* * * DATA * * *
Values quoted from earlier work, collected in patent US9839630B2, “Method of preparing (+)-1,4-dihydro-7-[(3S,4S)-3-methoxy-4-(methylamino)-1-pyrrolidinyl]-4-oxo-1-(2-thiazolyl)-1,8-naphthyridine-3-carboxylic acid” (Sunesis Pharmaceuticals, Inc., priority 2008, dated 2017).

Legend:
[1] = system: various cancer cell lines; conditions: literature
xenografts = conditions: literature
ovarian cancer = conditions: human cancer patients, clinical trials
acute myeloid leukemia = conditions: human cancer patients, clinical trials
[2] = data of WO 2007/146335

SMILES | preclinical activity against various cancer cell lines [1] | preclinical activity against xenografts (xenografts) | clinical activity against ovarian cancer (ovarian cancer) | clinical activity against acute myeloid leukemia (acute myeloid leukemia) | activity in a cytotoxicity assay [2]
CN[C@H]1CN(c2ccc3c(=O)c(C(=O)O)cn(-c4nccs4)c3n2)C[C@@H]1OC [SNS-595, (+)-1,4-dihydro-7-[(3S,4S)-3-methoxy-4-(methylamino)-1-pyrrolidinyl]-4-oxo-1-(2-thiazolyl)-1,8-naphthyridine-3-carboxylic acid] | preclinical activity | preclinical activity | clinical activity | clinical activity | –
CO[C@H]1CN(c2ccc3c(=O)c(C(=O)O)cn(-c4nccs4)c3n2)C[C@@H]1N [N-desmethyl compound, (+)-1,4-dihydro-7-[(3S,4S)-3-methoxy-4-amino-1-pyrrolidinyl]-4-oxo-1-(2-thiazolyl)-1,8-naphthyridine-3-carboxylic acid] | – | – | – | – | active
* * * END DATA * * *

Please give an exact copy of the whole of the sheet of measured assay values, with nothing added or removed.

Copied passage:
Values quoted from earlier work, collected in patent US9839630B2, “Method of preparing (+)-1,4-dihydro-7-[(3S,4S)-3-methoxy-4-(methylamino)-1-pyrrolidinyl]-4-oxo-1-(2-thiazolyl)-1,8-naphthyridine-3-carboxylic acid” (Sunesis Pharmaceuticals, Inc., priority 2008, dated 2017).

Legend:
[1] = system: various cancer cell lines; conditions: literature
xenografts = conditions: literature
ovarian cancer = conditions: human cancer patients, clinical trials
acute myeloid leukemia = conditions: human cancer patients, clinical trials
[2] = data of WO 2007/146335

SMILES | preclinical activity against various cancer cell lines [1] | preclinical activity against xenografts (xenografts) | clinical activity against ovarian cancer (ovarian cancer) | clinical activity against acute myeloid leukemia (acute myeloid leukemia) | activity in a cytotoxicity assay [2]
CN[C@H]1CN(c2ccc3c(=O)c(C(=O)O)cn(-c4nccs4)c3n2)C[C@@H]1OC [SNS-595, (+)-1,4-dihydro-7-[(3S,4S)-3-methoxy-4-(methylamino)-1-pyrrolidinyl]-4-oxo-1-(2-thiazolyl)-1,8-naphthyridine-3-carboxylic acid] | preclinical activity | preclinical activity | clinical activity | clinical activity | –
CO[C@H]1CN(c2ccc3c(=O)c(C(=O)O)cn(-c4nccs4)c3n2)C[C@@H]1N [N-desmethyl compound, (+)-1,4-dihydro-7-[(3S,4S)-3-methoxy-4-amino-1-pyrrolidinyl]-4-oxo-1-(2-thiazolyl)-1,8-naphthyridine-3-carboxylic acid] | – | – | – | – | active